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Conveying


Accurate control of the conveyor comes from the ability to monitor accurately the power being used to drive the conveyor. This information can then be fed into computerised control systems to ensure the belt conveyor is always moving at optimum speed. Real time data from the belt conveyor is collected by having sensors monitoring the critical variables – in this case the torque on the drive shaft, the speed of the motor, and the drive power – and fed back to the control system. However, torque data can be hard to collect, with traditional technologies introducing as many problems as they solve. Because the shaft is rotating wires attached to it would wind up and snap, so a special way of monitoring it is required. The traditional solution is to use slip rings, but these are expensive, diffi cult to set up and far too delicate in use for most belt conveyor applications. However, with over 20 years of research and development into digital non-contact torque monitoring, Sensor Technology Ltd is at the forefront of an important enabling technology. Mark Ingham one of the company’s managers says: “Our TorqSense transducer is based on the patented technology of measuring the resonant frequency change of surface acoustic wave (SAW) devices. It’s a proven technology that has solved torque measuring challenges in a host of industries.” TorqSense torque sensors use two tiny


SAW devices or SAWs made of ceramic piezoelectric material containing frequency resonating combs. These are glued onto the drive shaft at 90 degrees to one another. As the torque increases the combs expand or contract proportionally to the torque being applied. In effect the combs act similarly to strain gauges but measure changes in resonant frequency. The adjacent RF pickup emits radio waves towards the SAWs, which are then refl ected back. The change in frequency of the refl ected waves identifi es the current torque. This arrangement means there is no need to supply power to the SAWs, so the sensor is non-contact and wireless. “TorqSense measurement together with the digital outputs it offers is often the only practical way to measure torque and integrate it into an industrial environment. And once you are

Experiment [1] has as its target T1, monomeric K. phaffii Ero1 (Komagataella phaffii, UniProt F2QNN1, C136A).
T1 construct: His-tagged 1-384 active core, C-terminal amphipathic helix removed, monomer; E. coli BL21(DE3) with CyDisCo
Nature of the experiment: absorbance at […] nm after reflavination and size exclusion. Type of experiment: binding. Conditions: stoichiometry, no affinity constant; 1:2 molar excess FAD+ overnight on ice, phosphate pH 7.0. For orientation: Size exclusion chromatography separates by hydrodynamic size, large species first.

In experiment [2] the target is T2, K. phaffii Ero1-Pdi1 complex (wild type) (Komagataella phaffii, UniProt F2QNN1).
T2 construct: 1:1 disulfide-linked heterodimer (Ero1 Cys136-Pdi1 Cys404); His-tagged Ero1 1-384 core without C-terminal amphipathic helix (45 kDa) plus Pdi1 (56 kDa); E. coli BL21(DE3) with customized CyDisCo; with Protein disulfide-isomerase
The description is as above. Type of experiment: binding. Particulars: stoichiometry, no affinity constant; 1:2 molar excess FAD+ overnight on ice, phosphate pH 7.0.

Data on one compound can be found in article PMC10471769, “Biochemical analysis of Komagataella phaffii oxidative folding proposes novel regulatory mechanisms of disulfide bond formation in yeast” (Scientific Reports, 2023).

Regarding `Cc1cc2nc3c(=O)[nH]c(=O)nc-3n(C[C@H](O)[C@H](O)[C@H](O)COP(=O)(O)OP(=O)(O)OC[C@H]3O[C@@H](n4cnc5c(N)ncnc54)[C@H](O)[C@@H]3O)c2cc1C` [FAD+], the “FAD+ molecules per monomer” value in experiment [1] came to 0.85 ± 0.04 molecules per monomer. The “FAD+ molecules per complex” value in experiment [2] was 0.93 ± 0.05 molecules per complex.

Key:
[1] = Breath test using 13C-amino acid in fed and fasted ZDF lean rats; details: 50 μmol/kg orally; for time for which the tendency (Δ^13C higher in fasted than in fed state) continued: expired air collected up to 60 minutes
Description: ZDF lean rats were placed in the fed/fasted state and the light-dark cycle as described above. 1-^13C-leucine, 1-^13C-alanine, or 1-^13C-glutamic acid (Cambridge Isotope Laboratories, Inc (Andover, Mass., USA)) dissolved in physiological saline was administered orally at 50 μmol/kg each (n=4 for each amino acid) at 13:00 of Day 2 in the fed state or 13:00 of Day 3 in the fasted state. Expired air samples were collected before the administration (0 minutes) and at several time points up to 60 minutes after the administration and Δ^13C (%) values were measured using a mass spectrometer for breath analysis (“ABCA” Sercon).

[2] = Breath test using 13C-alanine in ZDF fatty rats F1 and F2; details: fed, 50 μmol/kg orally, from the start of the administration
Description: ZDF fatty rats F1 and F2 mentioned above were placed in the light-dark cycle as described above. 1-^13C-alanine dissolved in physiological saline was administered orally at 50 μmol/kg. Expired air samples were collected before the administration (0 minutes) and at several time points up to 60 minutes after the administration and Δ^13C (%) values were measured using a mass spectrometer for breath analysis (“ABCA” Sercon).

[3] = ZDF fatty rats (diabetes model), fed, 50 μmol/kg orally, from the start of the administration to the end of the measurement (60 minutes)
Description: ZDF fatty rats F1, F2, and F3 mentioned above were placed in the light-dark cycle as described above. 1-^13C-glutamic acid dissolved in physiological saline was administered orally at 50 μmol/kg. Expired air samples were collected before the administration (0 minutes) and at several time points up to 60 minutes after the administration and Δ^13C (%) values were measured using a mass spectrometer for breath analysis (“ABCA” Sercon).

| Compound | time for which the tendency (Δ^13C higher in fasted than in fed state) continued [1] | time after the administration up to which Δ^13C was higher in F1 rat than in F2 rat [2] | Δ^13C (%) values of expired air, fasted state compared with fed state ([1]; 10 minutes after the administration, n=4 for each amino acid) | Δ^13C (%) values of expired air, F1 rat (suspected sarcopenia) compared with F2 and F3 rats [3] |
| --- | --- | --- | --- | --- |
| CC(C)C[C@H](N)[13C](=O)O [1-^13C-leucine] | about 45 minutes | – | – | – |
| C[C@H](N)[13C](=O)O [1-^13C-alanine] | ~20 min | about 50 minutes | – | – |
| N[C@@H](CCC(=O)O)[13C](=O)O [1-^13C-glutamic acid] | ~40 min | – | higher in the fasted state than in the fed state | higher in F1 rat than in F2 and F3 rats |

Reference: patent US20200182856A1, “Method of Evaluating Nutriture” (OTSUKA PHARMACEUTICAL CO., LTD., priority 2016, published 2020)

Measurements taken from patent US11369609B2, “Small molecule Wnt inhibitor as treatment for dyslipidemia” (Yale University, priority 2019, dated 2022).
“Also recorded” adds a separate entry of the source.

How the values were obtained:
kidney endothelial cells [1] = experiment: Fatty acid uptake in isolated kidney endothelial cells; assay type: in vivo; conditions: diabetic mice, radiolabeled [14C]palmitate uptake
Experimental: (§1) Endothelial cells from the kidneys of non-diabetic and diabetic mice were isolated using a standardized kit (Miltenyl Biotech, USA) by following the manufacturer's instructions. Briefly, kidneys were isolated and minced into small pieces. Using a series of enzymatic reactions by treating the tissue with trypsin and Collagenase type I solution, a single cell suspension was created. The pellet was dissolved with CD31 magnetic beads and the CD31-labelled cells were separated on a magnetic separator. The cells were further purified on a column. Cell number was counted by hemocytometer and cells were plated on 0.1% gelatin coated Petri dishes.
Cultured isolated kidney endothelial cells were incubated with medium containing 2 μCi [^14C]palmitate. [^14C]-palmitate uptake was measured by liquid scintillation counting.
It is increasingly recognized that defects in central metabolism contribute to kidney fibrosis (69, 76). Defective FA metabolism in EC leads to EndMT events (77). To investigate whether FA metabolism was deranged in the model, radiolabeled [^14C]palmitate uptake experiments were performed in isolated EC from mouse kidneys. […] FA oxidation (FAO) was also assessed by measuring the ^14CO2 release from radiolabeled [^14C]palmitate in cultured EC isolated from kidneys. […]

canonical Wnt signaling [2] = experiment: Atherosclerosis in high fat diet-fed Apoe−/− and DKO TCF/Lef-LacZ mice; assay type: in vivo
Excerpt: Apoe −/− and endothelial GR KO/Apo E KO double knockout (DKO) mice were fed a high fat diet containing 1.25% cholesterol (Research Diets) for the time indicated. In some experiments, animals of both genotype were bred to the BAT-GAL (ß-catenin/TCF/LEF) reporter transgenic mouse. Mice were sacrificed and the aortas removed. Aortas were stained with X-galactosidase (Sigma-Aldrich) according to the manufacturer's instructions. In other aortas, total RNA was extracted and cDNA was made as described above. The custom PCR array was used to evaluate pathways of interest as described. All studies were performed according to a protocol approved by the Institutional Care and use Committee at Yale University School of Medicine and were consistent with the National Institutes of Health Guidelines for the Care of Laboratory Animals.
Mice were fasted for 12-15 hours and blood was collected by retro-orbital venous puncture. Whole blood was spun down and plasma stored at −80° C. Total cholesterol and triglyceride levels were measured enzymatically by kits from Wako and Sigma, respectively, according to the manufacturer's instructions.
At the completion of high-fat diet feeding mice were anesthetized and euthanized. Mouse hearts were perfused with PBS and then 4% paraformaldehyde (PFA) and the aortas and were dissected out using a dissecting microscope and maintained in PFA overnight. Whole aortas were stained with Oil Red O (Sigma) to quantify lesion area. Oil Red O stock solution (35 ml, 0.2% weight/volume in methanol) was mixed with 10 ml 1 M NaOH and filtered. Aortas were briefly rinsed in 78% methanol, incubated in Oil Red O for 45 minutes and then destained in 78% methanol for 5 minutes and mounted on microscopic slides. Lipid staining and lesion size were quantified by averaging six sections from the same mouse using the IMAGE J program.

www.solidsandbulk.co.uk Solids and Bulk Handling September 2014 15


collecting torque data this way, you are well on the way to sophisticated real-time control of complex process.” Born out of the need to solve a particular challenge in the automotive industry, TorqSense is now widely used throughout the spectrum of industries, including many liquid handling applications, in mixers, in the nuclear industry, for testing aerospace components, and running drug trials. It is applicable to all sizes of torque measurement tasks, from dispensing active pharmaceutical ingredients, through stirring industrial quantities of cook-chilled curries, to modelling


storm and fl ood water fl ows. Now this innovative method of measuring


torque is bringing distinct advantages to belt conveying of dry bulk products. A process that was once regarded as very diffi cult to monitor can now reap the same benefi ts as many other industrial processes, enabling dry bulk handling operations to be optimised for the highest levels of productivity with the lowest cost. n


For more information please contact Sensor Technology on tel: 01295 730746 or visit: www.helinav.com


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